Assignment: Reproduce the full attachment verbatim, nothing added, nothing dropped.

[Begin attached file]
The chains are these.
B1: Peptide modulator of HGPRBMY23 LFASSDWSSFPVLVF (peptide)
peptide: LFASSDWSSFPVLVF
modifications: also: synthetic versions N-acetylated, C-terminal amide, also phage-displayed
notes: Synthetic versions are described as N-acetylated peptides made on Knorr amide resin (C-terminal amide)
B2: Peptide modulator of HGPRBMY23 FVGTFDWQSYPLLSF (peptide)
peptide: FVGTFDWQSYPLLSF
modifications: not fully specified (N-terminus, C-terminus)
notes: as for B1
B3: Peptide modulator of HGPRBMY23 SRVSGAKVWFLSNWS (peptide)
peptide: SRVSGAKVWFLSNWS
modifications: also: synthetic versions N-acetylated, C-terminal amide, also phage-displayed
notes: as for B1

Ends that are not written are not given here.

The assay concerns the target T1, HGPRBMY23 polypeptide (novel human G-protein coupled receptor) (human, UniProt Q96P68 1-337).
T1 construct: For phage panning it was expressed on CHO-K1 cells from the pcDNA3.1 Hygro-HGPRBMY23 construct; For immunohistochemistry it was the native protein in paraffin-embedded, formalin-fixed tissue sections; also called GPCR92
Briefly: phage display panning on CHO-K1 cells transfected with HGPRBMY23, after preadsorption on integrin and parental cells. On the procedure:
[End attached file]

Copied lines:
The chains are these.
B1: Peptide modulator of HGPRBMY23 LFASSDWSSFPVLVF (peptide)
peptide: LFASSDWSSFPVLVF
modifications: also: synthetic versions N-acetylated, C-terminal amide, also phage-displayed
notes: Synthetic versions are described as N-acetylated peptides made on Knorr amide resin (C-terminal amide)
B2: Peptide modulator of HGPRBMY23 FVGTFDWQSYPLLSF (peptide)
peptide: FVGTFDWQSYPLLSF
modifications: not fully specified (N-terminus, C-terminus)
notes: as for B1
B3: Peptide modulator of HGPRBMY23 SRVSGAKVWFLSNWS (peptide)
peptide: SRVSGAKVWFLSNWS
modifications: also: synthetic versions N-acetylated, C-terminal amide, also phage-displayed
notes: as for B1

Ends that are not written are not given here.

The assay concerns the target T1, HGPRBMY23 polypeptide (novel human G-protein coupled receptor) (human, UniProt Q96P68 1-337).
T1 construct: For phage panning it was expressed on CHO-K1 cells from the pcDNA3.1 Hygro-HGPRBMY23 construct; For immunohistochemistry it was the native protein in paraffin-embedded, formalin-fixed tissue sections; also called GPCR92
Briefly: phage display panning on CHO-K1 cells transfected with HGPRBMY23, after preadsorption on integrin and parental cells. On the procedure: